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Re: More questions regarding generic methods ...

From: Mikael Djurfeldt
Subject: Re: More questions regarding generic methods ...
Date: 18 Mar 2001 20:36:57 +0100
User-agent: Gnus/5.0808 (Gnus v5.8.8) Emacs/20.7

address@hidden writes:

> it seems like all my problems disapear _iff_
> i eval '(define-generic func)' before trying
> to apply define-method or generic-function-methods.

Yes, but that is a different thing: Your call to `define-generic' will
create a new generic function object, whereas `define-method' on a
primitive-generic will add a new method to the already existing

> So, if i understand this right, a primitive procedure can
> be in three states (be a member of three differnt classes):
> #<primitive-procedure +>  pristine state
> #<primitive-generic +>    after a call to define-method 
> #<<generic> + (1)>        after a call to define-generic

No, currently, some primitive-procedure objects can be "upgraded" to a
primitive-generic object, but that is more of a technicality in the
current implementation.

The best way to look at it is to ignore this and simply think that
some primitive procedures are "generic" and can have methods added.

For example,

  (define-method (+ (x <string>) (y <string>)) (string-append x y))

works well because + is such a generic primitive, while

  (define-method (cdr (x <string>)) (substring x 1))

won't work since cdr can't take on new methods.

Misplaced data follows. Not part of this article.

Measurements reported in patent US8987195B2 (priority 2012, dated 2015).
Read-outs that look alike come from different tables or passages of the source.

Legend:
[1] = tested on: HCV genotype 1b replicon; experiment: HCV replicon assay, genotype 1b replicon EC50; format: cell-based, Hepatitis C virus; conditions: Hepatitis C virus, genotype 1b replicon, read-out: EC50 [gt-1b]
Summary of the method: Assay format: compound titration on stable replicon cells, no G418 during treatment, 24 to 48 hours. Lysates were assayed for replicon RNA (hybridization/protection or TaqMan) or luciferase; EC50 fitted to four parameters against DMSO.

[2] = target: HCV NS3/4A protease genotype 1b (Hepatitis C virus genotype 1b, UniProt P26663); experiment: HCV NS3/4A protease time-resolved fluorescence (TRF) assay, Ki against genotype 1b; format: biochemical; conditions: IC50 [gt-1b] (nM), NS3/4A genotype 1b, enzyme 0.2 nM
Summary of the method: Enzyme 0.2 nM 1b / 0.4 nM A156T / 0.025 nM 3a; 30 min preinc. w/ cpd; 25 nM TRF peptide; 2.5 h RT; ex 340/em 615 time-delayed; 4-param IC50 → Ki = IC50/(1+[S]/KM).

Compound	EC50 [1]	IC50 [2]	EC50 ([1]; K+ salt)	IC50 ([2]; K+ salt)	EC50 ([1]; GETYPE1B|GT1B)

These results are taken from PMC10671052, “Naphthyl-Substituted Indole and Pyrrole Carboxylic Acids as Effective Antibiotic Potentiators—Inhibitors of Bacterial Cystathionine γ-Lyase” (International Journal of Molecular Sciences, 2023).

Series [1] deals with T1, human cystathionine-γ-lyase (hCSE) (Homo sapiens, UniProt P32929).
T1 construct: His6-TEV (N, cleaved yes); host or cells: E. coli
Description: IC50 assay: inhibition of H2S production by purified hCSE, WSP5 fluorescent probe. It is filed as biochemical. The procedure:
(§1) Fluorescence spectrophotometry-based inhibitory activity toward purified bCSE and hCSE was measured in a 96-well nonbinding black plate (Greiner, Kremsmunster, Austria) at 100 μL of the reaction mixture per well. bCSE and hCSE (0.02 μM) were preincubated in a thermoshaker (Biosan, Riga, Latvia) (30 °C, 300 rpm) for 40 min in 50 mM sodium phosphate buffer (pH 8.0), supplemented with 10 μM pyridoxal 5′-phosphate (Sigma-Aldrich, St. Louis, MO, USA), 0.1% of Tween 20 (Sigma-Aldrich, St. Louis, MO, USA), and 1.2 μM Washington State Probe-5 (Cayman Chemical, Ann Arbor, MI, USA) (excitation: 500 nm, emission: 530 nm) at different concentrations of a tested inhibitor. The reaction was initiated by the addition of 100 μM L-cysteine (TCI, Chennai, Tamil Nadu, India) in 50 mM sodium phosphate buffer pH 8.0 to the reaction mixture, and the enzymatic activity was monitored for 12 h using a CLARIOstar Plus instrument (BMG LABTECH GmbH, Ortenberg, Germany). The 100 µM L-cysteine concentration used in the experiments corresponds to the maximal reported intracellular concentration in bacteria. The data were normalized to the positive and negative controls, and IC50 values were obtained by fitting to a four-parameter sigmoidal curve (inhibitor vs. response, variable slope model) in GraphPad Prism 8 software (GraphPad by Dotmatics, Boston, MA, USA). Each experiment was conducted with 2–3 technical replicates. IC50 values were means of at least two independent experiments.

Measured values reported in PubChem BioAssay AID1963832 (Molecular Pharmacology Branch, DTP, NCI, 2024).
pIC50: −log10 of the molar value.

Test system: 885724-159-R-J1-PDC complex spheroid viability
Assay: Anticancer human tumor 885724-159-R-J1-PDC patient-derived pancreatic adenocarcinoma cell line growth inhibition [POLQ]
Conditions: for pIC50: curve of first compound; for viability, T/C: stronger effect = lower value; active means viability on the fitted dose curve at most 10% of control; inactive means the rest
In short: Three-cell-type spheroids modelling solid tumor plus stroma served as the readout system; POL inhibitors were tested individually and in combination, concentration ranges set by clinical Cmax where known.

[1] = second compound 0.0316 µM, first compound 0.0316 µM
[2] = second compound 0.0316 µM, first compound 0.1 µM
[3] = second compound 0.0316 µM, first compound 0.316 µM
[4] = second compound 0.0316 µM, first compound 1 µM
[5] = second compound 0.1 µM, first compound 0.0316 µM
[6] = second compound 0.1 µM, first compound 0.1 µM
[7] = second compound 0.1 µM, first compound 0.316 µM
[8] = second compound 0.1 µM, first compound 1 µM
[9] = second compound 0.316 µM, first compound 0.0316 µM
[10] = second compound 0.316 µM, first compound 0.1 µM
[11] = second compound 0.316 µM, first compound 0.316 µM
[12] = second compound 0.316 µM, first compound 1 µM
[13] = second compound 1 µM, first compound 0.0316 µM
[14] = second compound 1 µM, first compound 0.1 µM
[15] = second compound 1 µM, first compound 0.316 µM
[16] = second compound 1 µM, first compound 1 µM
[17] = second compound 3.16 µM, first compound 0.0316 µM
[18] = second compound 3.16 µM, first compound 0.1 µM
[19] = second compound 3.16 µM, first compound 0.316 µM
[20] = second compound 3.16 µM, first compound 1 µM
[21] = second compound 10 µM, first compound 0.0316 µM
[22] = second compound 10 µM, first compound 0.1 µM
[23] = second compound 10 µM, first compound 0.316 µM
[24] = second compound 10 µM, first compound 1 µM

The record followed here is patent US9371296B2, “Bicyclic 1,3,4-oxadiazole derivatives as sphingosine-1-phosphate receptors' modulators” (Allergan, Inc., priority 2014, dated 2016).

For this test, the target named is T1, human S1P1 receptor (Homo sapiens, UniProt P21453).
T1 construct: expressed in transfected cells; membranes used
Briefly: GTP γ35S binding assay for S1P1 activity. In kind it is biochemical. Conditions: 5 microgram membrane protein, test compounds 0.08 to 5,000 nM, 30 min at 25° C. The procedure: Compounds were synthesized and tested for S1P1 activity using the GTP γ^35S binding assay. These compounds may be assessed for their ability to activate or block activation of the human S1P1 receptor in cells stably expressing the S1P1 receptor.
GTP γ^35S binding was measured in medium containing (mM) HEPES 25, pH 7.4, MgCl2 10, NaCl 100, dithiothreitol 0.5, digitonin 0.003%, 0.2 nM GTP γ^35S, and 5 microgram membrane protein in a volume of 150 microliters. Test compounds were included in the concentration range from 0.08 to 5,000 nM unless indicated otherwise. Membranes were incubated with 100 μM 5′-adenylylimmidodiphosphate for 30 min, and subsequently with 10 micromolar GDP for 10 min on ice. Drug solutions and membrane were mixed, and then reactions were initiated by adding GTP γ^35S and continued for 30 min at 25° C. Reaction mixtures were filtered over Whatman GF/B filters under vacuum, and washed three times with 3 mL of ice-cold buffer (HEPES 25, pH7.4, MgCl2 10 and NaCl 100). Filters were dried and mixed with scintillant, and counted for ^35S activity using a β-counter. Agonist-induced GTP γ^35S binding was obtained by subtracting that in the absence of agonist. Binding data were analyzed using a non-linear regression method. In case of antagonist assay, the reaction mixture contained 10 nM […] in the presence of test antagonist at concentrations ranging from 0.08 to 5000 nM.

The effect of

  (define-generic cdr)

is to create a new generic function object, bind the name `cdr' to it
in the surrounding top-level environment and add the old definition of
cdr as a default method.

The result is different from the + case above in that:

1. + is still the same object while cdr is rebound to a new object in
   the module where the expression occurs.  Note also that this
   implies that adding methods to + has a global effect while adding
   methods to cdr has an effect only in the "local" module and the
   modules to which this binding is exported.

2. + will still perform its "standard" duties (adding numbers) at
   maximum efficiency while cdr will do method dispatch also for
   pairs, being less efficient than the original cdr.

This all is kind of messy right now.

The behaviour of define-generic is inherited from STk.  We should
probably modify it so that `define-generic' doesn't have the magic
behaviour to add the old definition as a default method.

We also want to do something about primitive-generics: We would like
*all* primitives to behave like this, and we don't like the global
effect when adding methods.  After some developments of the current
implementation, we might be able to do these things.  I wouldn't have
added this feature now if it wasn't the case that it is so very
desirable to be able to add methods onto primitives without slowing
them down.


If you want consistency, always create your own generic function
objects, using `define-generic'.

If you want speed, add methods directly onto the primitives which can
take them.

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